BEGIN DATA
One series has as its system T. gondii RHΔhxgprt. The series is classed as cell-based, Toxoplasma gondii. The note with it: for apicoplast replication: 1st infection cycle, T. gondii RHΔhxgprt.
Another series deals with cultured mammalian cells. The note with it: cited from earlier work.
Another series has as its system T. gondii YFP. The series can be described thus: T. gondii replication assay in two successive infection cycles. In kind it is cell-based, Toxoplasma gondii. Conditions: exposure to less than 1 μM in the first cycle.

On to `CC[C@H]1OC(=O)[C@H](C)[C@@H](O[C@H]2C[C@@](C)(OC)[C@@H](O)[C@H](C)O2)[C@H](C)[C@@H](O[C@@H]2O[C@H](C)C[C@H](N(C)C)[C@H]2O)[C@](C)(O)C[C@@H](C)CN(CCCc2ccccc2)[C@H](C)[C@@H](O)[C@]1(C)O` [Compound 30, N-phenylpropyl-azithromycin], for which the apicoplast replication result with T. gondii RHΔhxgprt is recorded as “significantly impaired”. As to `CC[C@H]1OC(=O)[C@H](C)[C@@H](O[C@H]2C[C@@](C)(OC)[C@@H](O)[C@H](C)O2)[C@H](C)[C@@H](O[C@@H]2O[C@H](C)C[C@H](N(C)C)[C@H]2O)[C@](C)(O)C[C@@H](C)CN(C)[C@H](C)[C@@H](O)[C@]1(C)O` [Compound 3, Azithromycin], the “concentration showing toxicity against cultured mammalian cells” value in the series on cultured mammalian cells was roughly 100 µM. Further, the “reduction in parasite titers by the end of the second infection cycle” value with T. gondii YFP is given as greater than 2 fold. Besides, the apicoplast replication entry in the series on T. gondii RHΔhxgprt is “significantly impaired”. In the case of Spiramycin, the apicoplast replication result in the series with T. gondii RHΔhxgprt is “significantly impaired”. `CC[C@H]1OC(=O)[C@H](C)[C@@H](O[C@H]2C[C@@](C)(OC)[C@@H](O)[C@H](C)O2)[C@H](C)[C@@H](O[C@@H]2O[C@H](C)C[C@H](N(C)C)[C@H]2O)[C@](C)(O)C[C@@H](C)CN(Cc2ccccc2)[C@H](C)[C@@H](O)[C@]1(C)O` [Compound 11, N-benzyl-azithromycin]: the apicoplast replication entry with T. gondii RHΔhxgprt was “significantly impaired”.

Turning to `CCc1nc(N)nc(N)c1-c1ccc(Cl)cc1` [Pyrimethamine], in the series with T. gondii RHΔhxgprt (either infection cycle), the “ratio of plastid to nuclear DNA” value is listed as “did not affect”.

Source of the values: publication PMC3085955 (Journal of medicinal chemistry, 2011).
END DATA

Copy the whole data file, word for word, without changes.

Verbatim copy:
One series has as its system T. gondii RHΔhxgprt. The series is classed as cell-based, Toxoplasma gondii. The note with it: for apicoplast replication: 1st infection cycle, T. gondii RHΔhxgprt.
Another series deals with cultured mammalian cells. The note with it: cited from earlier work.
Another series has as its system T. gondii YFP. The series can be described thus: T. gondii replication assay in two successive infection cycles. In kind it is cell-based, Toxoplasma gondii. Conditions: exposure to less than 1 μM in the first cycle.

On to `CC[C@H]1OC(=O)[C@H](C)[C@@H](O[C@H]2C[C@@](C)(OC)[C@@H](O)[C@H](C)O2)[C@H](C)[C@@H](O[C@@H]2O[C@H](C)C[C@H](N(C)C)[C@H]2O)[C@](C)(O)C[C@@H](C)CN(CCCc2ccccc2)[C@H](C)[C@@H](O)[C@]1(C)O` [Compound 30, N-phenylpropyl-azithromycin], for which the apicoplast replication result with T. gondii RHΔhxgprt is recorded as “significantly impaired”. As to `CC[C@H]1OC(=O)[C@H](C)[C@@H](O[C@H]2C[C@@](C)(OC)[C@@H](O)[C@H](C)O2)[C@H](C)[C@@H](O[C@@H]2O[C@H](C)C[C@H](N(C)C)[C@H]2O)[C@](C)(O)C[C@@H](C)CN(C)[C@H](C)[C@@H](O)[C@]1(C)O` [Compound 3, Azithromycin], the “concentration showing toxicity against cultured mammalian cells” value in the series on cultured mammalian cells was roughly 100 µM. Further, the “reduction in parasite titers by the end of the second infection cycle” value with T. gondii YFP is given as greater than 2 fold. Besides, the apicoplast replication entry in the series on T. gondii RHΔhxgprt is “significantly impaired”. In the case of Spiramycin, the apicoplast replication result in the series with T. gondii RHΔhxgprt is “significantly impaired”. `CC[C@H]1OC(=O)[C@H](C)[C@@H](O[C@H]2C[C@@](C)(OC)[C@@H](O)[C@H](C)O2)[C@H](C)[C@@H](O[C@@H]2O[C@H](C)C[C@H](N(C)C)[C@H]2O)[C@](C)(O)C[C@@H](C)CN(Cc2ccccc2)[C@H](C)[C@@H](O)[C@]1(C)O` [Compound 11, N-benzyl-azithromycin]: the apicoplast replication entry with T. gondii RHΔhxgprt was “significantly impaired”.

Turning to `CCc1nc(N)nc(N)c1-c1ccc(Cl)cc1` [Pyrimethamine], in the series with T. gondii RHΔhxgprt (either infection cycle), the “ratio of plastid to nuclear DNA” value is listed as “did not affect”.

Source of the values: publication PMC3085955 (Journal of medicinal chemistry, 2011).